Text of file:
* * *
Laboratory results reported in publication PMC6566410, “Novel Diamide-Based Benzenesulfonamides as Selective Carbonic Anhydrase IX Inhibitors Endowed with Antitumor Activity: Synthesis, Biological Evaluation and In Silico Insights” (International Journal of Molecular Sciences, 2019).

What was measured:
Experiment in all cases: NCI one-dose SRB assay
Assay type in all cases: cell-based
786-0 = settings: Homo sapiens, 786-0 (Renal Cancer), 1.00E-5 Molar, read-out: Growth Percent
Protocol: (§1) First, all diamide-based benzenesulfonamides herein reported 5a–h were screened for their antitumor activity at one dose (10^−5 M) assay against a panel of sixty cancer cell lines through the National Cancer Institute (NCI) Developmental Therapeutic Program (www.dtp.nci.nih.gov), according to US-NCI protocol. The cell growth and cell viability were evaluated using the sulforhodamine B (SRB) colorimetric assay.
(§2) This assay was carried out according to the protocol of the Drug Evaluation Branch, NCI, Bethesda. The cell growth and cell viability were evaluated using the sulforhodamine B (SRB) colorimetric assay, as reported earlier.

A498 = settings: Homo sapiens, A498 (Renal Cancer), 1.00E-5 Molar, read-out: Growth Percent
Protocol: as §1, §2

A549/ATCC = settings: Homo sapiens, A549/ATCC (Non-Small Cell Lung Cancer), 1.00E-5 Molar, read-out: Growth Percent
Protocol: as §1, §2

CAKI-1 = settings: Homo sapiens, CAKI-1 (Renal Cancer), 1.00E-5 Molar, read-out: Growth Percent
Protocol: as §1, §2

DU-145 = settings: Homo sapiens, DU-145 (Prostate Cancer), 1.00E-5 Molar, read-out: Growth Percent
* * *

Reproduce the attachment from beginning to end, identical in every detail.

Laboratory results reported in publication PMC6566410, “Novel Diamide-Based Benzenesulfonamides as Selective Carbonic Anhydrase IX Inhibitors Endowed with Antitumor Activity: Synthesis, Biological Evaluation and In Silico Insights” (International Journal of Molecular Sciences, 2019).

What was measured:
Experiment in all cases: NCI one-dose SRB assay
Assay type in all cases: cell-based
786-0 = settings: Homo sapiens, 786-0 (Renal Cancer), 1.00E-5 Molar, read-out: Growth Percent
Protocol: (§1) First, all diamide-based benzenesulfonamides herein reported 5a–h were screened for their antitumor activity at one dose (10^−5 M) assay against a panel of sixty cancer cell lines through the National Cancer Institute (NCI) Developmental Therapeutic Program (www.dtp.nci.nih.gov), according to US-NCI protocol. The cell growth and cell viability were evaluated using the sulforhodamine B (SRB) colorimetric assay.
(§2) This assay was carried out according to the protocol of the Drug Evaluation Branch, NCI, Bethesda. The cell growth and cell viability were evaluated using the sulforhodamine B (SRB) colorimetric assay, as reported earlier.

A498 = settings: Homo sapiens, A498 (Renal Cancer), 1.00E-5 Molar, read-out: Growth Percent
Protocol: as §1, §2

A549/ATCC = settings: Homo sapiens, A549/ATCC (Non-Small Cell Lung Cancer), 1.00E-5 Molar, read-out: Growth Percent
Protocol: as §1, §2

CAKI-1 = settings: Homo sapiens, CAKI-1 (Renal Cancer), 1.00E-5 Molar, read-out: Growth Percent
Protocol: as §1, §2

DU-145 = settings: Homo sapiens, DU-145 (Prostate Cancer), 1.00E-5 Molar, read-out: Growth Percent